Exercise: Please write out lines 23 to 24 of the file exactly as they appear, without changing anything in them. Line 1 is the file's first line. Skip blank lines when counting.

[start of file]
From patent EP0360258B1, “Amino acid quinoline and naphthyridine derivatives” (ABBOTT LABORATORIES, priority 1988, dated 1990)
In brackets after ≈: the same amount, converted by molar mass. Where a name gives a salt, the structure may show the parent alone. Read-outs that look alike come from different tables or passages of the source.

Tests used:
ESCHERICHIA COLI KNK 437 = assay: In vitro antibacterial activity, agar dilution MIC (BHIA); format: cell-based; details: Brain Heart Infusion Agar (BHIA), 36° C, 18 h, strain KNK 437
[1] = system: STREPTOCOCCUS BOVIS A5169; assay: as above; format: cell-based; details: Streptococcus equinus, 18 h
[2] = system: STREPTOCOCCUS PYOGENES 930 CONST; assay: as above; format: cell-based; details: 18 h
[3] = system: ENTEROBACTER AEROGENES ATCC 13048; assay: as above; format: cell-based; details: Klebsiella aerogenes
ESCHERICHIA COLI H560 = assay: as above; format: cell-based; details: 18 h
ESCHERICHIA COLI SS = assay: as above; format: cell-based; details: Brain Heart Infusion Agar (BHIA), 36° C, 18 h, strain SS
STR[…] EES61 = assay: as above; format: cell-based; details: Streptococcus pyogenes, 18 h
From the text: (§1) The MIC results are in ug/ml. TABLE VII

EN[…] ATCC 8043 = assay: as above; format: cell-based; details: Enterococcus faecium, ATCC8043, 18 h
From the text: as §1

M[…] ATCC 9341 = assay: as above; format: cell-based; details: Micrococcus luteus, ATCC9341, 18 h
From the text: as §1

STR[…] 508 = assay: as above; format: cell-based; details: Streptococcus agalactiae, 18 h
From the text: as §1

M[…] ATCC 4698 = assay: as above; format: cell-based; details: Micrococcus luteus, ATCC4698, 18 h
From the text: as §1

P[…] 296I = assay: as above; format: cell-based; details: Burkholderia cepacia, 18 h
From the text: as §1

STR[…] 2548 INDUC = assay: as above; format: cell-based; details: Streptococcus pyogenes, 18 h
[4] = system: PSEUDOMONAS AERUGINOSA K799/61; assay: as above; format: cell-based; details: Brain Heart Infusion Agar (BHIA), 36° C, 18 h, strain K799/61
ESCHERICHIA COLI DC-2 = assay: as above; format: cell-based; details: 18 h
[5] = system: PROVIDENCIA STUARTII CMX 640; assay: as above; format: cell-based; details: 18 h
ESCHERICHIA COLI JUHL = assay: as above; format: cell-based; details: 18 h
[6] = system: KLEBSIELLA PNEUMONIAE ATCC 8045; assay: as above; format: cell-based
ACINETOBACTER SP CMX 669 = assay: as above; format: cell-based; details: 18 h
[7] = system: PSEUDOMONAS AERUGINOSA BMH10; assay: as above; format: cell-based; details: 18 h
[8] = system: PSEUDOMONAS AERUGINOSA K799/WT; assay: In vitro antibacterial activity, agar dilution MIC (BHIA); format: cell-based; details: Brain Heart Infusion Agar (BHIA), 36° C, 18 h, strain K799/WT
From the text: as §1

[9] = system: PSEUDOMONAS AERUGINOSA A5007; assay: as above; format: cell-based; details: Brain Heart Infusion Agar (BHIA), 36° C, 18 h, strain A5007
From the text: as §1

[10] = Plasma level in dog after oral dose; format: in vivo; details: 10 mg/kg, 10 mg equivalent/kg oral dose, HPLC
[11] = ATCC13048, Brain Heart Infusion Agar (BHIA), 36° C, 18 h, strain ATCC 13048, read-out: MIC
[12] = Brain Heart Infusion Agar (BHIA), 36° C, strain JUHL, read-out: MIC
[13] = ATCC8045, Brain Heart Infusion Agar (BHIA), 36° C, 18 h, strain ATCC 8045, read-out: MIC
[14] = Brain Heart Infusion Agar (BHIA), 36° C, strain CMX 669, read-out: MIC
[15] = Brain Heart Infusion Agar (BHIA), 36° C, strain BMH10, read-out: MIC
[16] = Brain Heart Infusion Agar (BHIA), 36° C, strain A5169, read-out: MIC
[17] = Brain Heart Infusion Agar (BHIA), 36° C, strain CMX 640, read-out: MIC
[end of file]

[4] = system: PSEUDOMONAS AERUGINOSA K799/61; assay: as above; format: cell-based; details: Brain Heart Infusion Agar (BHIA), 36° C, 18 h, strain K799/61
ESCHERICHIA COLI DC-2 = assay: as above; format: cell-based; details: 18 h